In early 1985, change was in the air for the London Stock Exchange (LSE). For decades stockbrokers had charged a fixed scale of minimum commission, and the distinction between stockjobbers, who traded stock on their own account, and stockbrokers, who could act only as agents, had been rigidly enforced.
This system had proved robust, and had certain advantages. It aligned the brokers’ and clients’ interests – as there was no discussion about commission rates, brokers were incentivised to provide the best research and negotiate the best dealing price for their clients. As for the jobbers, being constituted as partnerships or unlimited liability companies, if they failed the owners were personally liable. As a result, risk was very carefully managed, and failures were rare.
But this modest appetite for risk was consigning the City of London to the second division of world equity markets. The Thatcher government had ambitions for London as a global financial centre: also, and not unreasonably, saw the minimum commission scale as a cosy cartel.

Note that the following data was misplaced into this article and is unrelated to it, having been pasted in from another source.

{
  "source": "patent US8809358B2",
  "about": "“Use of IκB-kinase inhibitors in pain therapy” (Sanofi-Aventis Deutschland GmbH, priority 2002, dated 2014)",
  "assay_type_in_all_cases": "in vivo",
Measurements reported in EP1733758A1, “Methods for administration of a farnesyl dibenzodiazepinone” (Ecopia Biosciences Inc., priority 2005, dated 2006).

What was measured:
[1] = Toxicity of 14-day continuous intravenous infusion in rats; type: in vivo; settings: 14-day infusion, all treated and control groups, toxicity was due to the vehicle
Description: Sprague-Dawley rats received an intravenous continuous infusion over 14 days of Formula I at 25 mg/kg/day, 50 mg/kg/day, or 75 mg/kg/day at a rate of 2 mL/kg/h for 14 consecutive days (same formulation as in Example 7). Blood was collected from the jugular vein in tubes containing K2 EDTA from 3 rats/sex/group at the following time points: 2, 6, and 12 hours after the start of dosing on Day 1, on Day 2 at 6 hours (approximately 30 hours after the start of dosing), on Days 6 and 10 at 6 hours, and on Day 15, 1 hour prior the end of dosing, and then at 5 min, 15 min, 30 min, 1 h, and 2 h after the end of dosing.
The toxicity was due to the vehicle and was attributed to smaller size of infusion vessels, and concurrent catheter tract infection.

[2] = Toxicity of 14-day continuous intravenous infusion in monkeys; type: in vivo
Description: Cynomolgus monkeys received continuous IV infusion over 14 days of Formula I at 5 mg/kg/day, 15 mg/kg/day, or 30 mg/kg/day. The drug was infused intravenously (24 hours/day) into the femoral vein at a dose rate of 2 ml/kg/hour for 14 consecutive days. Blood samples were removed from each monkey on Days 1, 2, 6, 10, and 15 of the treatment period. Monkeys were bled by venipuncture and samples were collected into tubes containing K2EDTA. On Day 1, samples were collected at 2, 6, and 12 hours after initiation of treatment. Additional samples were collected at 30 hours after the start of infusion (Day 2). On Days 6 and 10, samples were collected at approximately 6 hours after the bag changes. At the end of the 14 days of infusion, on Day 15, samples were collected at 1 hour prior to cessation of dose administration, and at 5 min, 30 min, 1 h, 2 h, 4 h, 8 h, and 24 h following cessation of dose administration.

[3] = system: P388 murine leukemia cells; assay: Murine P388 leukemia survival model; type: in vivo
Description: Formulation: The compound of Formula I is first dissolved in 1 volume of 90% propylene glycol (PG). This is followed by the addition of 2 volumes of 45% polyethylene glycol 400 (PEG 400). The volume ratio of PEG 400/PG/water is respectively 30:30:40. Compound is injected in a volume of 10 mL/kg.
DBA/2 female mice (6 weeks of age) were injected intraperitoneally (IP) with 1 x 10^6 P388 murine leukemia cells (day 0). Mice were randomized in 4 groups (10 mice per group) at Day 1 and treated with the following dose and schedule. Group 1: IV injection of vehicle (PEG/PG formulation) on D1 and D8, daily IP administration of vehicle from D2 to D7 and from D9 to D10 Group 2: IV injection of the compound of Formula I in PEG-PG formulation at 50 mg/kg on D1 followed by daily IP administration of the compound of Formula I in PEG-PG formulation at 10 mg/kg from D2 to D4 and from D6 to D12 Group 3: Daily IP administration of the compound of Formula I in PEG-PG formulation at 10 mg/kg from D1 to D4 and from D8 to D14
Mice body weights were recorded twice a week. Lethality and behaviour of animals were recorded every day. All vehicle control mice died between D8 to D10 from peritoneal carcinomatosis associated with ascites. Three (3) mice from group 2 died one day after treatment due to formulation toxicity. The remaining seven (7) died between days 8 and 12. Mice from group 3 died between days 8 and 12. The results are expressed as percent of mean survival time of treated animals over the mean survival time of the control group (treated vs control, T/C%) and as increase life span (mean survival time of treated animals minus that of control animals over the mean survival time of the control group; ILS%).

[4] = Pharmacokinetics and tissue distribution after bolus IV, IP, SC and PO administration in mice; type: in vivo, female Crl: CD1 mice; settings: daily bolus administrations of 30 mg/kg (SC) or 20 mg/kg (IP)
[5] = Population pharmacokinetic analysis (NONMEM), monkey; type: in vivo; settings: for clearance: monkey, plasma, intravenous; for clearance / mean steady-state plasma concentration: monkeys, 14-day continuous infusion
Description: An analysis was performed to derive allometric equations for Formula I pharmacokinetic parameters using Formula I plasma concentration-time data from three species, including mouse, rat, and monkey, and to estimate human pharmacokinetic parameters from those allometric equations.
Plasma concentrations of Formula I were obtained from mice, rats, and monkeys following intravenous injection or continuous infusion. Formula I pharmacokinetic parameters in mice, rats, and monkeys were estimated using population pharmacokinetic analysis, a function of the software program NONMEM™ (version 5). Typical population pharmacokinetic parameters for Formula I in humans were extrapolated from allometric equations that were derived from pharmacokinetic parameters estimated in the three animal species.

Cecil Parkinson, the Trade and Industry Secretary, had Margaret Thatcher’s backing to shake up the LSE. In 1983 he negotiated rule changes with Chairman Nicholas Goodison: the carrot was the continued growth of the LSE, and of London as a financial centre. The stick was the threat of being taken to the Restrictive Practices Court over commission rules.
By 1985, the LSE was ready to put forward detailed proposals to its members. The most important was that Member Firms (whether brokers or jobbers) could now be owned by a single non-member (in practice, a limited company). This would pave the way for the partners who owned the broking and jobbing firms to sell their firms to the big banks – mostly American or British – who wanted a foothold in the growing London market. Other changes included permitting member firms to take positions in stock, and abolishing the fixed commission scale. These changes, which became known as “Big Bang” would also introduce computerised, screen based trading, and soon lead to the end of the Stock Exchange trading floor.